Just what are probiotics? How do they work? And are they really as beneficial as they seem?
What they are
The United Nations Food and Agriculture Organization defines probiotics as "live microorganisms that, when administered in adequate amounts, confer a health benefit on the host." Such prestigious scientific journals as the European Journal of Nutrition, Pediatric Research and the Journal of Food Science have published research on probiotics. And at least one famous actress promotes the benefits of probiotics in a series of television commercials for a brand of yogurt that incorporates probiotics into one of its products.
How they work
Probiotics are often called "friendly bacteria." They live in our digestive tract and promote healthy digestion and absorption of nutrients, research has shown. They also there are beneficial in supporting a strong immune system.
Digestive health is the core of overall health. If our digestive system is not functioning properly, we may have problems breaking down nutrients that we consume into forms that our body can use for energy. A healthy, efficient digestive system helps us maximize the benefits of the vitamins, minerals and antioxidants that defend us against nutritional deficiencies. And, with up to 80 percent of the immune cells in our bodies concentrated in the digestive tract, digestive health is strongly linked to immune health.
Probiotics can be beneficial for anyone who wants to maintain good digestive health and support immune function.
How we get them
Friendly bacteria should naturally occur in our bodies. Sometimes, however, poor eating habits, antibiotics or unfriendly microorganisms like disease-causing bacteria or yeast can upset the balance of good bacteria in our bodies. When this happens, you may experience diarrhea, constipation, gas and bloating. Taking probiotics can help replace friendly bacteria.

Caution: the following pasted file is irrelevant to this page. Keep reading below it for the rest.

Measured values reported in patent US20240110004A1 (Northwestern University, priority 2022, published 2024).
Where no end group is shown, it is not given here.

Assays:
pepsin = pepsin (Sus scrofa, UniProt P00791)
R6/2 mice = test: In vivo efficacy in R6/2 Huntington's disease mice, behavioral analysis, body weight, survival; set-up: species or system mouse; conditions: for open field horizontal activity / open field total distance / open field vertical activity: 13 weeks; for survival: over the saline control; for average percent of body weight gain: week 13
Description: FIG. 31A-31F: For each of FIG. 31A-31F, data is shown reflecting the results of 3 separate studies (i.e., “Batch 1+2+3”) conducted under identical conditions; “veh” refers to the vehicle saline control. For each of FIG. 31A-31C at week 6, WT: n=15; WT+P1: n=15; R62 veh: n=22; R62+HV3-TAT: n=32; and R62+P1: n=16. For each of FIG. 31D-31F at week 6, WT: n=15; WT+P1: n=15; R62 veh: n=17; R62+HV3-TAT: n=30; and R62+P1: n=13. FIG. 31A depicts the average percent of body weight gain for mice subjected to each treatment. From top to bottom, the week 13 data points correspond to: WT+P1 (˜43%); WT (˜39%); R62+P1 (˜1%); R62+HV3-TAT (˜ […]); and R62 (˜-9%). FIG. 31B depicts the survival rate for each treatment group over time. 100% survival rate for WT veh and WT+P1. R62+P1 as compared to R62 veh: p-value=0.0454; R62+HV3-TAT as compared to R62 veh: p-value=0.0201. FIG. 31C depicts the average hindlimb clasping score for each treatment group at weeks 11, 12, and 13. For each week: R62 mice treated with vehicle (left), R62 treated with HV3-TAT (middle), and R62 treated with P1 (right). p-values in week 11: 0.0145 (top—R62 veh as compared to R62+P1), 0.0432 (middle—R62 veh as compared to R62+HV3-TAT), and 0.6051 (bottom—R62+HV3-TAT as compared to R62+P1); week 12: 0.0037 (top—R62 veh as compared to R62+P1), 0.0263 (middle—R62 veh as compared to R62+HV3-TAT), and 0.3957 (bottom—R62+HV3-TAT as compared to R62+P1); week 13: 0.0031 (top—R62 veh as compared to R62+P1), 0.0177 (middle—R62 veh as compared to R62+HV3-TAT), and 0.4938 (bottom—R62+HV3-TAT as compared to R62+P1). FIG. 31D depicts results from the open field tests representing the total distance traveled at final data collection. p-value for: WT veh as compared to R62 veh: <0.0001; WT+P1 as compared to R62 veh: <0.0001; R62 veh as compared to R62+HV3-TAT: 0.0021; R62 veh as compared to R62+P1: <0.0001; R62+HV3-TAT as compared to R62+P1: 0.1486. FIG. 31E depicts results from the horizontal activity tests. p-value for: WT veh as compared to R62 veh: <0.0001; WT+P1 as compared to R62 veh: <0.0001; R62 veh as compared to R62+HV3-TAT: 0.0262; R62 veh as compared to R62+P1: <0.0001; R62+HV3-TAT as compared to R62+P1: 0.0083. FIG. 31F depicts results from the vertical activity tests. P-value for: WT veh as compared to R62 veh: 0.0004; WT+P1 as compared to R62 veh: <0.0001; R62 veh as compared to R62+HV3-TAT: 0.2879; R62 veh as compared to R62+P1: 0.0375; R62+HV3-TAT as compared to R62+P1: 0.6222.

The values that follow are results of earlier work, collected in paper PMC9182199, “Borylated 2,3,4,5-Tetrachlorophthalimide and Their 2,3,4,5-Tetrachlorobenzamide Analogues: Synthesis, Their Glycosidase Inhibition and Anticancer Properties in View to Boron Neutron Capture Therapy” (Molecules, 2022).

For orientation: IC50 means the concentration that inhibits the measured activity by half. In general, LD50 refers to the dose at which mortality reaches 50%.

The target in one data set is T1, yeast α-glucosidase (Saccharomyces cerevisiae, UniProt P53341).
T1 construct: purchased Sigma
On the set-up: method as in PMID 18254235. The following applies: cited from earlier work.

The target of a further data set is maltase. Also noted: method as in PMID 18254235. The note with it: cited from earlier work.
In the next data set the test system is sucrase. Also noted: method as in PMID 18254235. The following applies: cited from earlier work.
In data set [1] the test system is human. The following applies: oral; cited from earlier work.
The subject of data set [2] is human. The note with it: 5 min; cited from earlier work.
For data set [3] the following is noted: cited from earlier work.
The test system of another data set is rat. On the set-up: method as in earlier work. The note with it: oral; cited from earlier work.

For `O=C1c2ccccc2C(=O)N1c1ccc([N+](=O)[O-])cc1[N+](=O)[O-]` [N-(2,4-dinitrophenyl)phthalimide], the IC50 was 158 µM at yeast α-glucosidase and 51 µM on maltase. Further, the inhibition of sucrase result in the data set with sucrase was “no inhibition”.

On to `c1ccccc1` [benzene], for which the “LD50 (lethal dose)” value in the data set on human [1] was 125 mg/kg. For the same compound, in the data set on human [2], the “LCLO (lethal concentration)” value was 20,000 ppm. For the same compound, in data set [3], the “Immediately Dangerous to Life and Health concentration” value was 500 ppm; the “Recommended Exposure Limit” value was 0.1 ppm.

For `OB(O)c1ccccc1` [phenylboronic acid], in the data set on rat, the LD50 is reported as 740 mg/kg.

Several yogurt brands have introduced products that incorporate probiotics into their formula. But if you're not a yogurt fan, have lactose intolerance, travel regularly, or just want to get as pure and effective a form of probiotics as possible, you may want to consider a probiotic supplement instead, like USANA Health Sciences' Probiotic food supplement. You can add the vanilla-flavored powder to food or drink and receive a 50/50 mix of two of the most beneficial strains of probiotic bacteria. Plus, it is designed to make it more likely for the friendly bacteria to survive the acid in your stomach and repopulate your digestive tract.
Important facts about them
Not all yogurt contains probiotics. And bacteria - good or bad - may not survive the acidic conditions in your stomach in sufficient numbers to effectively colonize your digestive tract. There are also many species of probiotic bacteria and they vary in their ability to colonize your system and provide digestive and immunity benefits.
Because they are a naturally occurring bacteria, probiotics are generally accepted as being safe. But, you should check with your doctor if you're combining probiotics with conventional treatment for any condition, just as you would with any dietary supplement.
To learn more about probiotics, digestive health and immune support, visit TrueHealthSolutions.USANA.com or email Probiotics [at] TrueHealthSolutions [dot] com.
Courtesy of ARAcontent
These statements have not been evaluated by the Food and Drug Administration. This product is not intended to diagnose, treat, cure, or prevent any disease.